What about the First Amendment’s protection of the press? Well that’s what’s so interesting. Back in 1844, before the passing of the 14th Amendment (asserting that states must grant the same liberties outlined in the Constitution), the idea was long held that “freedom of the press” meant the author was solely but fully liable for the contents. The right to print was not separated from the responsibility on the writer not to “shout ‘fire’ in a crowded theater”, if you will. It was not until 1931 (Near v. Minnesota) that the Supreme Court narrowly ruled for a freer interpretation. This fact is backed by the charges brought against Joseph Smith and company. They were not charged for abridging the freedom of the press – they were charged for a riot. That is, they were too heavy-handed in destroying the press.

Joseph Smith never got his day in court over this matter.  He surrendered to the law and he was martyred while in prison. In retrospect, this very fact confirms the fears held by the Council and validates their decision to declare the paper a nuisance. Oaks concludes that “the common assumption of historians that the action taken by the City Council to suppress the paper as a nuisance was entirely illegal is not well founded. Aside from damages for unnecessary destruction of the press, for which the Nauvoo authorities were unquestionably liable, the remaining actions of the council, including its interpretation of the constitutional guarantee of a free press, can be supported by reference to the law of their day.” The Council could have been sued for the price of the press (not the Expositor issues) because Blackstone and the case law around that time established that only the nuisance could be destroyed, not those things being used to produce the nuisance. “There was no legal justification in 1844 for the destruction of the Expositor press as a nuisance. Its libelous, provocative, and perhaps obscene output may well have been a public and a private nuisance, but the evil article was not the press itself but the way in which it was being used.”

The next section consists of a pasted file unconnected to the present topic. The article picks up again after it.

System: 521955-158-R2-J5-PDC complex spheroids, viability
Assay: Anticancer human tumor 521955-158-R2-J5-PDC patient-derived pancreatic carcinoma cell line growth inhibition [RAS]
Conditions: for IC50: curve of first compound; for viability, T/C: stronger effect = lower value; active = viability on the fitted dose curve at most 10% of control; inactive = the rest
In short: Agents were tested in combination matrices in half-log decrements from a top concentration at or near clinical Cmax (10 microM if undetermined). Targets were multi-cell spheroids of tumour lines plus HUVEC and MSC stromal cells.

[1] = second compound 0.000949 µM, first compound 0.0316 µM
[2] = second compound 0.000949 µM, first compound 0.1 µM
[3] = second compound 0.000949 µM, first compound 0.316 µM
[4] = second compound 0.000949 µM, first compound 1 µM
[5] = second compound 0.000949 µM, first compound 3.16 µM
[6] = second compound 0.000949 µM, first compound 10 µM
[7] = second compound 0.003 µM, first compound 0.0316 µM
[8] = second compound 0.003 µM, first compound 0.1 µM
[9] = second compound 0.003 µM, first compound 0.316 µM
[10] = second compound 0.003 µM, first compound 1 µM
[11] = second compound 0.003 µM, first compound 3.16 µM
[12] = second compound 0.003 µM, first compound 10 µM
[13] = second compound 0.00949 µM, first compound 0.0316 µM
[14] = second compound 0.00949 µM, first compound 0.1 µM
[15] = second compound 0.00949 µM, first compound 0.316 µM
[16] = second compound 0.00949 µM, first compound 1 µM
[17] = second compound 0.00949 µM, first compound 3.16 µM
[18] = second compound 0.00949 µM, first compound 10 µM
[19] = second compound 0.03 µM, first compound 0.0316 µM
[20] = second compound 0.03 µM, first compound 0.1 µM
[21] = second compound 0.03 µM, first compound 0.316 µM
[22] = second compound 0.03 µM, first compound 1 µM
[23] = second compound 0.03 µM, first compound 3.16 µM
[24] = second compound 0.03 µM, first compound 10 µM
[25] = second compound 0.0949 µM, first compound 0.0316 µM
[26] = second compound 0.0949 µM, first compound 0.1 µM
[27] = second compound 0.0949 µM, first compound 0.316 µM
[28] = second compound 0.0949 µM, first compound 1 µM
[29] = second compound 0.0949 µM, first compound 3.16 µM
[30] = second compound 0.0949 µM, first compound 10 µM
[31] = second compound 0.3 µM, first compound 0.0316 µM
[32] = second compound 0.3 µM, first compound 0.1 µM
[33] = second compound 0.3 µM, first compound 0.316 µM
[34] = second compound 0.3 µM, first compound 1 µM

But there was no such lawsuit, just the riot charge. And Joseph likely would have gotten off. For starters, even the prosecution’s witnesses testified to the restraint, that damage was only done to those items relating to the press. Additionally, “after Joseph’s death, some of the defendants [in the Council] were again tried for riot [the same charge Joseph faced], this time before a jury in the circuit court. All were acquitted.”